the constant gardener
the constant gardener if we want to tell a story of complicated conspiracies, we'll use the world's poorest, least understood, but most populated societies: some are in africa. we'll shoot it so that even the camera angles focus on the beautiful countryside, but not the story itself. we'll shoot in the general direction of the event, and show that even with uncentered, shaky images, we can tell a story, and tell it well.

we'd want to isolate an impassioned student from a prestigious british university, a shy but proper and astute botanist made diplomatic representative, and make them fall in love. further, we'll turn the young, seemingly blindly impassioned student into as sharp an enemy as believably possible, the kind the moneyed and powerful can hire assassins for and execute at a moment's notice. we'll make her pregnant but her baby died at a public kenyan hospital, so she has an alibi to bury herself in work. we'll give her a sharp and loyal sidekick and make it clear she's the life of every party and the world of her husband.

but we won't leave her reason for coming to africa in the first place, in fact, we'll make her diplomat the better half the innocent and her the actual threat. we'll not tell too much about her, because we want to show that more than that the world is run by men, or that only the quirkiest remarkable women get their stories told, but because we want to focus that she was driven so by only the purest passion and care for kenya.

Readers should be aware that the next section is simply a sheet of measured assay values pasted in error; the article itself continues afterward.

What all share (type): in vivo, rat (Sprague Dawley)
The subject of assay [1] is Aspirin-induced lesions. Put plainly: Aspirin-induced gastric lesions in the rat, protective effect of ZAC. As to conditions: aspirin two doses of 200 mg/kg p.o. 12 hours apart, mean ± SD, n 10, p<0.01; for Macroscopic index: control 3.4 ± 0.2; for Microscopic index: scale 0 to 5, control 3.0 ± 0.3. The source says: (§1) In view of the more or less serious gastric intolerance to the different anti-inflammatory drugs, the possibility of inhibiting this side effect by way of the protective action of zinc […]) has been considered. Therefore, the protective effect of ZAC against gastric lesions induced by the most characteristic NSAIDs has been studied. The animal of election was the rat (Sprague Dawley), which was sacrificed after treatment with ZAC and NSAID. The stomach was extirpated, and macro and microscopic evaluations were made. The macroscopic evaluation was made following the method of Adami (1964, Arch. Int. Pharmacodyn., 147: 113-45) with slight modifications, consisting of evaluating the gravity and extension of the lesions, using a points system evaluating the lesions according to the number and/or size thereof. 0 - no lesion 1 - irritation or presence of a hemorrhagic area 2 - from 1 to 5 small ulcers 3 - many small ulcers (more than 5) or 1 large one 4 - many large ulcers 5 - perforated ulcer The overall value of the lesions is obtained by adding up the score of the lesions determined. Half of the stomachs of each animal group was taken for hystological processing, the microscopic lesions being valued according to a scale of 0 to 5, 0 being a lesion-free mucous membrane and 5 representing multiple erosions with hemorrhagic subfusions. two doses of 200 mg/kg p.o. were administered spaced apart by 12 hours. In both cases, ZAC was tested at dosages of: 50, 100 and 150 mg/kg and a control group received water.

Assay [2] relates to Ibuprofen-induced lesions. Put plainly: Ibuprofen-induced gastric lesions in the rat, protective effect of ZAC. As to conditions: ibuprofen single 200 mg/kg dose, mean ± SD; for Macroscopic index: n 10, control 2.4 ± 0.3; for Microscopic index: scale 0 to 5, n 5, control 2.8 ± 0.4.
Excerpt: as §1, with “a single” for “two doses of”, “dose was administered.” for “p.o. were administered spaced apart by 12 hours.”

but we'll execute her after she forms a couple global women's organizations, and we'll make it seem as if she's occupied herself with philanthropy as hobby. everyone will forget that the embarrassing, very pregnant and comical wife is actually waging war and protest by mentioning, as conversation to diplomats, sweetly and nonchalantly like a proper diplomat's wife, how so-called drug aid to the kenyan countryside is ineffective, expired, come too late, or worst of all, not at all.

we'll start the story with the same exact clip of her leaving with her friend for the town of loki to deliver a report. or thereabouts. we'll just make it clear that she's left her husband for a while for business carrying with her documents that could dismantle millions of dollars of revenue for kenyan officials and worldwide drug companies. we'll toss in a few british patriotism. and a report completed, disappeared, and recovered at a remote sudanese village.

after justin recovers tessa's missing 16 pages, he'll send it to rome where it will implicate the proper diplomats and inspire her cousin to read a letter the diplomat sent a kenyan official saying to finish her off at justin's eulogy. the letter will expose who killed who. we'll end by making it clear that justin's completed tessa's last purpose. her cousin calls out for justice.

in the end, it was all about greed, how maybe there really isn't a stronger strain of TB coming to invade the world. how pharmaceutical companies want to be prepared to be the monopoly on the special vaccine to prevent this new TB. to become monopoly, they must work with the british government who controls most of kenya today.

we'll paint kenya and the whole of africa as a world clinic: the pretense of government taking care of their citizens' health by issuing health cards that state which kinds of medicines you are eligible for. the drug companies need to test vast quantities of this new vaccine to a TB that may or may not exist. and in the meantime, we'll make the companies rich, and the africans, rich in culture, for they can still dance, sing and pray.
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